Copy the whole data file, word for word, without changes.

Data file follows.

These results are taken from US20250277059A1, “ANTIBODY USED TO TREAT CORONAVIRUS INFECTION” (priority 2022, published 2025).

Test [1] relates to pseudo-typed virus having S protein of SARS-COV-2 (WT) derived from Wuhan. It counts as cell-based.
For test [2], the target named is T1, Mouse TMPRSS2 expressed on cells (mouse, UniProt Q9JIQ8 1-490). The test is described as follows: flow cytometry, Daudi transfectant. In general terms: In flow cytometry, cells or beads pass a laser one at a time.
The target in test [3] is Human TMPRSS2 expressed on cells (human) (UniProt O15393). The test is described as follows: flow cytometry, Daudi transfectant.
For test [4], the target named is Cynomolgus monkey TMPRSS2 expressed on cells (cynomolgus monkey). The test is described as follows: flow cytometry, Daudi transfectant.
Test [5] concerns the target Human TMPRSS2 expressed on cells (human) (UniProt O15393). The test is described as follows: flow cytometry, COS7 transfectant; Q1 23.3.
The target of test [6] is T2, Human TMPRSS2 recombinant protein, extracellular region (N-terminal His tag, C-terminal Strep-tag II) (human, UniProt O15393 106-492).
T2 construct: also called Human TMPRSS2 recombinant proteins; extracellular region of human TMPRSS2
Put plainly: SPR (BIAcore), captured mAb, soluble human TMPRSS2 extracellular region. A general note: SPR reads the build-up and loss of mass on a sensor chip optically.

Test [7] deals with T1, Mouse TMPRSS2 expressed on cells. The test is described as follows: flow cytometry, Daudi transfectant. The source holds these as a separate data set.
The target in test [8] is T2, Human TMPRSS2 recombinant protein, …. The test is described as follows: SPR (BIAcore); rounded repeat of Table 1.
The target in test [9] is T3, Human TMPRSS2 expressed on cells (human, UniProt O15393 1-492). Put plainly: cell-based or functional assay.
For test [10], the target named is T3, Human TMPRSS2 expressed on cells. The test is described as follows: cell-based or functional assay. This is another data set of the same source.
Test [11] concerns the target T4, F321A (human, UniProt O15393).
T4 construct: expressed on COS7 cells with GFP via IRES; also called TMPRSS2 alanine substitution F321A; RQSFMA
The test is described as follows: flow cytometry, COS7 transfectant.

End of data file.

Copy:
These results are taken from US20250277059A1, “ANTIBODY USED TO TREAT CORONAVIRUS INFECTION” (priority 2022, published 2025).

Test [1] relates to pseudo-typed virus having S protein of SARS-COV-2 (WT) derived from Wuhan. It counts as cell-based.
For test [2], the target named is T1, Mouse TMPRSS2 expressed on cells (mouse, UniProt Q9JIQ8 1-490). The test is described as follows: flow cytometry, Daudi transfectant. In general terms: In flow cytometry, cells or beads pass a laser one at a time.
The target in test [3] is Human TMPRSS2 expressed on cells (human) (UniProt O15393). The test is described as follows: flow cytometry, Daudi transfectant.
For test [4], the target named is Cynomolgus monkey TMPRSS2 expressed on cells (cynomolgus monkey). The test is described as follows: flow cytometry, Daudi transfectant.
Test [5] concerns the target Human TMPRSS2 expressed on cells (human) (UniProt O15393). The test is described as follows: flow cytometry, COS7 transfectant; Q1 23.3.
The target of test [6] is T2, Human TMPRSS2 recombinant protein, extracellular region (N-terminal His tag, C-terminal Strep-tag II) (human, UniProt O15393 106-492).
T2 construct: also called Human TMPRSS2 recombinant proteins; extracellular region of human TMPRSS2
Put plainly: SPR (BIAcore), captured mAb, soluble human TMPRSS2 extracellular region. A general note: SPR reads the build-up and loss of mass on a sensor chip optically.

Test [7] deals with T1, Mouse TMPRSS2 expressed on cells. The test is described as follows: flow cytometry, Daudi transfectant. The source holds these as a separate data set.
The target in test [8] is T2, Human TMPRSS2 recombinant protein, …. The test is described as follows: SPR (BIAcore); rounded repeat of Table 1.
The target in test [9] is T3, Human TMPRSS2 expressed on cells (human, UniProt O15393 1-492). Put plainly: cell-based or functional assay.
For test [10], the target named is T3, Human TMPRSS2 expressed on cells. The test is described as follows: cell-based or functional assay. This is another data set of the same source.
Test [11] concerns the target T4, F321A (human, UniProt O15393).
T4 construct: expressed on COS7 cells with GFP via IRES; also called TMPRSS2 alanine substitution F321A; RQSFMA
The test is described as follows: flow cytometry, COS7 transfectant.